COMPANIES & STRATEGIES - TRADES

State budget 2022

Craft industry asks for more from 2022 budget



The director of the Chamber of Trades has given a rather mixed opinion on the 2022 state budget and has called on the government to do better in the coming years.  (Photo: Romain Gamba/Maison Moderne)

The director of the Chamber of Trades has given a rather mixed opinion on the 2022 state budget and has called on the government to do better in the coming years.  (Photo: Romain Gamba/Maison Moderne)

For the Chamber of Skilled Trades and Crafts, the state's 2022 budget is “too cautious” and does not provide enough support for SMEs in the sector.

The Chamber of Skillled Trades and Crafts, which represents the sector, issued a rather mixed opinion on the state's 2022 budget. On the one hand, it welcomed the government's work in using public debt to avoid stifling the economy and to promote recovery, while maintaining high levels of investment and not resorting to taxation.

But, on the other hand, the chamber is not satisfied, as the craft sector still suffers from a number of ills that this budget will not help to resolve, and called on the government to do better in the coming years

Administrative simplification is not a priority of this government. On the coalition agreement, the subject is half a page long.
Tom Wirion

Tom WirionDirector GeneralChamber of Skilled Trades and Crafts

“This 2022 budget does not bring any real novelty compared to the copy delivered in 2021,” said Tom Wirion, director general of the chamber. Although the priority of the state budget is oriented towards climate and energy, as well as housing and social issues, the organisations sees major disparities in terms of the allocation of resources.

Housing remains disadvantaged in terms of priorities for resources. “On the other hand, the National Energy and Climate Plan (NECP) needs more transparency, such as a breakdown of the overall expenditure according to the different areas covered, as well as an assessment of the efficiency of the investments made,” said Wirion, taking as an example the €225m expenditure planned for the special fund to help solve the housing crisis, compared to the €610m of expenditure for the rail fund and the tram extension project.

In addition to the distribution of future expenditure, the Chamber of Skilled Trades and Crafts also pointed to the increase in state operating costs. It advocates increased digitalisation in state services in order to increase their efficiency and reduce staffing requirements. Still on the subject of expenditure, the chamber also wants to study the effectiveness of social transfers in terms of their capacity to reduce the risk of poverty.

Five priorities

The chamber used the opportunity to recall its five priorities. The first is to enhance the status of the self-employed in order to reduce the precariousness of entrepreneurs. The idea is to align this status with that of employees in terms of social security and labour law.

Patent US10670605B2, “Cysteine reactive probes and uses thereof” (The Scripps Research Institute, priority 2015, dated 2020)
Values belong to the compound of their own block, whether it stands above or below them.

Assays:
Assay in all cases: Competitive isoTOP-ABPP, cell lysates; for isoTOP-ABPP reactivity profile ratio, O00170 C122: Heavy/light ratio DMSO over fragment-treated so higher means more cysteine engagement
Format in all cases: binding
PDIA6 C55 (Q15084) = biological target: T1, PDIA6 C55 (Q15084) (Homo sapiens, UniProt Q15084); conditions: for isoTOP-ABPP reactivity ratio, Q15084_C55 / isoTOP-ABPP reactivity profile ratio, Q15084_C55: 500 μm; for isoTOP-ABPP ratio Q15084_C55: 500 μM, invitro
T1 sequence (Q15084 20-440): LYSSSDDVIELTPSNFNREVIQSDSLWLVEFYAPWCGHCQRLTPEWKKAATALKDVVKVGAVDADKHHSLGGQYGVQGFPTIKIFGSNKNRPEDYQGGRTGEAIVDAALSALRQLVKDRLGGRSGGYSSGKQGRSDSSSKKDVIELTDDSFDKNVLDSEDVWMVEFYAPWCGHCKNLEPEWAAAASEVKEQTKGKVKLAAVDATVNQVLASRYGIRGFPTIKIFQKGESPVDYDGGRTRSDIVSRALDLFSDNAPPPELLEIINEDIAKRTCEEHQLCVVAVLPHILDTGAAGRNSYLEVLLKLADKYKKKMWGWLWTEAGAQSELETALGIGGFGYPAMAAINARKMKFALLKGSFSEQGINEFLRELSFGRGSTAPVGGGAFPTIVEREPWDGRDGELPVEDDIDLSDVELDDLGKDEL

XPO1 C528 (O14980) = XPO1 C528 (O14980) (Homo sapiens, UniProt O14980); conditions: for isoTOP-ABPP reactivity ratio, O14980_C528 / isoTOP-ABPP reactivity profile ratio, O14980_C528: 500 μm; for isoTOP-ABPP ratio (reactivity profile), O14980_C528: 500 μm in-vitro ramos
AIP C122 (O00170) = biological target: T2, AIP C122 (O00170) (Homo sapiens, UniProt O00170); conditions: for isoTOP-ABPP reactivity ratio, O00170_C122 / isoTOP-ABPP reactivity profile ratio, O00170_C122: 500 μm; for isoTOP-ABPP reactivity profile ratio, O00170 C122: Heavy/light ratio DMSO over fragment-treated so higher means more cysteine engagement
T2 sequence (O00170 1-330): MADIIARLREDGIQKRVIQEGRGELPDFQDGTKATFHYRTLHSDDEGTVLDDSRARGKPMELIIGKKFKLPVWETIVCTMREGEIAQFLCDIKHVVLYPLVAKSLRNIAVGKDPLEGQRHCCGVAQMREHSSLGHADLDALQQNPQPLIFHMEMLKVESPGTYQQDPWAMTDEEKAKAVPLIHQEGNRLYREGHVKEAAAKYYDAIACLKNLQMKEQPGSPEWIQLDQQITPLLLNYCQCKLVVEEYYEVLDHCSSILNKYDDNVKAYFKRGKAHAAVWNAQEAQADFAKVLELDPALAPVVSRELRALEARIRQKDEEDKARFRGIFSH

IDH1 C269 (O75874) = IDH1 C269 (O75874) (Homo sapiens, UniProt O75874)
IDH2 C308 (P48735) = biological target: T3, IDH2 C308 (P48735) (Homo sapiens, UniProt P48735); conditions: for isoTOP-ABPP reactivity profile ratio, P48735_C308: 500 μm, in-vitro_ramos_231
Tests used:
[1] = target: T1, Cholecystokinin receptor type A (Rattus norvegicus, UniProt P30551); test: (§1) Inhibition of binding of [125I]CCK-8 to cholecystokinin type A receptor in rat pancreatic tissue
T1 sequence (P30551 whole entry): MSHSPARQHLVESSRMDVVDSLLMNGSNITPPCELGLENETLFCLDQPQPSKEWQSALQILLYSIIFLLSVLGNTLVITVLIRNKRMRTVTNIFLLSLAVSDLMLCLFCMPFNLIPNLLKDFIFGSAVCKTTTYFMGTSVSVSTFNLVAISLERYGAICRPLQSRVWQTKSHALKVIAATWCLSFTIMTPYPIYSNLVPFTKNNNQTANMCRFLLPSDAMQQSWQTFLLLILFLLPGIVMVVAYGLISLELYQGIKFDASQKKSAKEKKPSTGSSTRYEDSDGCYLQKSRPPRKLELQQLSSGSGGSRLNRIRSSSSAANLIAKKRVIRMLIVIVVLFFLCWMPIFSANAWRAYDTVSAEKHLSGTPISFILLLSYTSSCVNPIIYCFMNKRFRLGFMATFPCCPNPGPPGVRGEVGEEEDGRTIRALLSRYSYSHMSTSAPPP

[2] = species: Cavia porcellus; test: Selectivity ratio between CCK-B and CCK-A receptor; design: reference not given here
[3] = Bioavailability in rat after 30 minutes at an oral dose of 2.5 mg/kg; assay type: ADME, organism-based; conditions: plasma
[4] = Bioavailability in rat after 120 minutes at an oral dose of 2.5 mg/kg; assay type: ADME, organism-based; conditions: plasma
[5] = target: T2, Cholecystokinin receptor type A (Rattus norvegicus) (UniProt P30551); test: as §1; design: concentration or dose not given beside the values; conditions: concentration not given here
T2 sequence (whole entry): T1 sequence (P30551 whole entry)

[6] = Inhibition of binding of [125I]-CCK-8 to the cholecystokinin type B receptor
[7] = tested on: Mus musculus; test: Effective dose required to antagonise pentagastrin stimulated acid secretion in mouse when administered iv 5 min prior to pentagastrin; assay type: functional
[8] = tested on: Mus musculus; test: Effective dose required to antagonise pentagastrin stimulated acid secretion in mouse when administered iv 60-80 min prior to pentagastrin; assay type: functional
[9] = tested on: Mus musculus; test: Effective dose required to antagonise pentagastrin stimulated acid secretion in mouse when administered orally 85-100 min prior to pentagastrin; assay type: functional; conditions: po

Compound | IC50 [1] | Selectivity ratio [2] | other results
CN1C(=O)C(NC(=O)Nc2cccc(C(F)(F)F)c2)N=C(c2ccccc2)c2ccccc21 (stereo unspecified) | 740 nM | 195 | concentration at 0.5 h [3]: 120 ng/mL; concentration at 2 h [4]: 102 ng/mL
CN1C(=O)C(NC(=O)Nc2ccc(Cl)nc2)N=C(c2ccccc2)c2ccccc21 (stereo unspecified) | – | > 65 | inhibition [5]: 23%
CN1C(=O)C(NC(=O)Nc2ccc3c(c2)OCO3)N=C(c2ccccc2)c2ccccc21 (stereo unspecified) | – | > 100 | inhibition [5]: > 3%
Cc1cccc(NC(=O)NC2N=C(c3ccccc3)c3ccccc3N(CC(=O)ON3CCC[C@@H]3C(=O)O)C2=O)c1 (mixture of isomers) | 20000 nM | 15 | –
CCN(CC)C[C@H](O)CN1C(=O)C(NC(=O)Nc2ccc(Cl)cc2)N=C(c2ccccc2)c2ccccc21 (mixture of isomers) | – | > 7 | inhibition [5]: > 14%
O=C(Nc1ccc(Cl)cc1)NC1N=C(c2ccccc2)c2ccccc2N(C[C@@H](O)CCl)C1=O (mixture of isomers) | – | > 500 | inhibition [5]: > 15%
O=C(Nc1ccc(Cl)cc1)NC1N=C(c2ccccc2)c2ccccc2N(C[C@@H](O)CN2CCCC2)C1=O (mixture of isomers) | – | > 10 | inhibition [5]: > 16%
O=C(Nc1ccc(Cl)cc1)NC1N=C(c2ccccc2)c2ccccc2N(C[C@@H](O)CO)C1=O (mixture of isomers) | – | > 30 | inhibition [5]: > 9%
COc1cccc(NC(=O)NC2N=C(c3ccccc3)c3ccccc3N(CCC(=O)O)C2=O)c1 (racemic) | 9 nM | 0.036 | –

The second priority is the improvement of state aid mechanisms in order to make them more visible and targeted. This in addition to reducing administrative burdens and simplifying procedures to speed up authorisation procedures.

“Administrative simplification is not a priority of this government. On the coalition agreement, the subject is half a page long. I think it will be the priority of a future government and, from next year, we will make proposals to launch a real offensive on administrative simplification. Our micro-enterprises, which have up to nine people, i.e. more than 70% of members, cannot always put more resources into complying with various rules and administrative procedures,” said Wirion.

Sometimes, in Luxembourg, we ask ourselves if we still want craftsmen and if crafts are still welcome.
Tom Wirion

Tom WirionDirector GeneralChamber of Skilled Trades and Crafts

Another concern is the need for space for small and medium-sized craft businesses, which are suffering from a shortage of space and are asking for solutions to enlarge the economic activity zones.

“All regions combined, small and medium-sized craft businesses are looking for affordable land. In some ZAEs, we could build higher, as we did recently here at the Chamber of Skilled Trades and Crafts, but regulations prohibit it or there are regulatory constraints such as for dealerships who cannot have a sales area of more than 2,000m2,” said Wirion. “Sometimes, in Luxembourg, we wonder if we still want craftsmen and if crafts are still welcome.”

Finally, the problem of labour remains recurrent and just as much a priority. Before the health crisis, the Chamber of Skilled Trades and Crafts had estimated that 9,400 more people were needed to keep the sector going. Currently, the shortage is getting worse and the craft industry is not always helped by the state.

"The minister of the interior had the good idea of launching a vast campaign to recruit craftsmen for the municipalities. The problem of manpower is widespread and not new. It may seem frustrating, but business leaders remain combative. However, it is worrying to see that companies are now recruiting from within the sector, whereas previously they used to look for labour further afield. This is never a good thing," said Wirion.

This story was first published in French on Paperjam. It has been translated and edited for Delano.